Low Emission Zones introduced across Scotland

Low Emission Zones (LEZs) to protect public health and improve air quality have now been formally introduced across Edinburgh, Glasgow, Dundee and Aberdeen.

Plans have been agreed at the local authority level and have now also been approved by Scottish Ministers, as required in legislation through the Transport (Scotland) Act 2019.

With the shape and scope of LEZs now agreed across the four cities through this introduction, local grace periods until enforcement commences have now begun.

  • In Glasgow, the LEZ already applies to buses. For other vehicle types, enforcement commences on 1 June 2023 (1 June 2024 for residents within the zone)
  • Edinburgh will commence enforcement on 1 June 2024
  • Dundee will commence enforcement on 30 May 2024
  • Aberdeen will commence enforcement on 1 June 2024

LEZs set an emissions limit for certain road spaces, restricting access for the most polluting vehicles to improve air quality. This helps protect public health within our towns and cities, making them more attractive places in which to live, work and to visit. LEZs also encourage people to think about leaving the car at home and to consider public transport or active travel – supporting climate action by helping to meet Scotland’s world leading commitment to reduce car kilometres travelled by 20% by 2030.

All four cities propose schemes operating 24 hours a day, seven days a week and will enforce their LEZ schemes using Automatic Number Plate Recognition cameras. A penalty charge will be payable by the registered keeper of a vehicle when a non-compliant vehicle enters the LEZ.

Penalty charges are also consistent across the four cities. For non-compliant vehicles found to have been driven within the zone the initial penalty is set at £60, with a subsequent doubling for each contravention, capped at £480 for cars and light good vehicles, and £960 for bus and HGV.  The penalty charge is reduced by 50% if paid within 14 days.  Where there are no further contraventions detected within the 90 days following a previous contravention, the penalty is reset to £60.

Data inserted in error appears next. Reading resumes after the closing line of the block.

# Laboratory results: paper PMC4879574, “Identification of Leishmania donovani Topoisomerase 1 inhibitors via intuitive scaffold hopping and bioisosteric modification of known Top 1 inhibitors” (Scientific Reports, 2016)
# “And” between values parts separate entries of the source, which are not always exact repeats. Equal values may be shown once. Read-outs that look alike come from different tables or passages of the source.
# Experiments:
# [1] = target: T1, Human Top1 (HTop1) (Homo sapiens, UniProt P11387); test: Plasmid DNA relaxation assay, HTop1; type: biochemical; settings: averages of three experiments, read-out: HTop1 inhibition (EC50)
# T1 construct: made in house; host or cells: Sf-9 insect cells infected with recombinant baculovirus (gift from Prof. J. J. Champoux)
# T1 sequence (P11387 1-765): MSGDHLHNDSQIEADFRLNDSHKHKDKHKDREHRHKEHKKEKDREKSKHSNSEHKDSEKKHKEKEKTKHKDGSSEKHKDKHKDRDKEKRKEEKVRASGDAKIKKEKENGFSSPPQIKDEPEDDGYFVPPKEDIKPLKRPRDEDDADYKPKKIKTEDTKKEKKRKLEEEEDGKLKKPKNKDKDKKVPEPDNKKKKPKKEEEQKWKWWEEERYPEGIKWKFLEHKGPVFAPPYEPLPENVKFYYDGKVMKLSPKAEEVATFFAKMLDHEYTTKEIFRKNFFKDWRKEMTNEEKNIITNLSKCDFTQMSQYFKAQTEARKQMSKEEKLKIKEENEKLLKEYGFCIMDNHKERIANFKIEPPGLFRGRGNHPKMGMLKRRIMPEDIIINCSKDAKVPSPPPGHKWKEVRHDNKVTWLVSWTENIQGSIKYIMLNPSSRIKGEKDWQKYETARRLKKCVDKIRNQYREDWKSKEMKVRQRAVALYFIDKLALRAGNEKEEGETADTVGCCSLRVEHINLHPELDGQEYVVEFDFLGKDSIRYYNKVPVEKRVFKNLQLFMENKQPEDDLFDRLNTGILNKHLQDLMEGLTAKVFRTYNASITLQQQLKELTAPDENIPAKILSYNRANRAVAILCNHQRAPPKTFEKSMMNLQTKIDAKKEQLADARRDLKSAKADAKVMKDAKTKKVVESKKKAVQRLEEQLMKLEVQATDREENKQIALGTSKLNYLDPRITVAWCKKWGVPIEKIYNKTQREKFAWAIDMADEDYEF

The minimum emission standards for vehicles permitted within the four LEZs are:

  • Euro 4 for petrol cars and vans (generally vehicles registered from January 2006)
  • Euro 6 for diesel cars and vans (generally vehicles registered from September 2015)

A number of vehicles are exempt from LEZ requirements, including any vehicle a blue badge holder is travelling in. Funding remains available to help people and businesses that need it most to comply with Low Emission Zones. 

Full information on Scotland’s Low Emission Zones is available at www.lowemissionzones.scot.

Further information is available on the relevant local authority pages.

The introduction of Scotland’s LEZs marks the completion of the Scottish Government’s landmark Programme for Government commitment. Welcoming the introduction, Minister for Transport Jenny Gilruth said:

“The introduction of Low Emission Zones is a truly significant public health moment for Scotland. Our air quality is generally good – but for too long air pollution has exceeded legal limits for health in our city centres as a consequence of unrestricted vehicle emissions.

“We have a moral responsibility to act. Air pollution often disproportionally impacts those with the least in our society. It causes the most damage to the youngest, the oldest and those with pre-existing medical conditions.

“LEZs are the biggest change we’ve ever seen in how vehicles will access our cities – and they need to be, in order to best protect public health and improve air quality.

“With a year to go until the earliest point of enforcement in Glasgow and two years to go until enforcement in Edinburgh, Dundee and Aberdeen, I encourage everyone to visit www.lowemissionzones.scot to find out more about the schemes, including the Scottish Government funding on offer.”

John Bynorth, who leads Scotland’s Clean Air Day for Environmental Protection Scotland said:

“We welcome the milestone introduction of LEZs to Scotland’s four main cities as it will lead to vast improvements in air quality in the city centres where the zones operate. Outwith the LEZs, we would also expect to see potential benefits to the surrounding areas as people consider their travel options and consider cycling or walking instead of taking the car.

“This will lead to improvements in the health of people who live, work and go to school in these cities and make them cleaner and more sustainable as they strive to achieve net-zero climate change targets in the coming years.”


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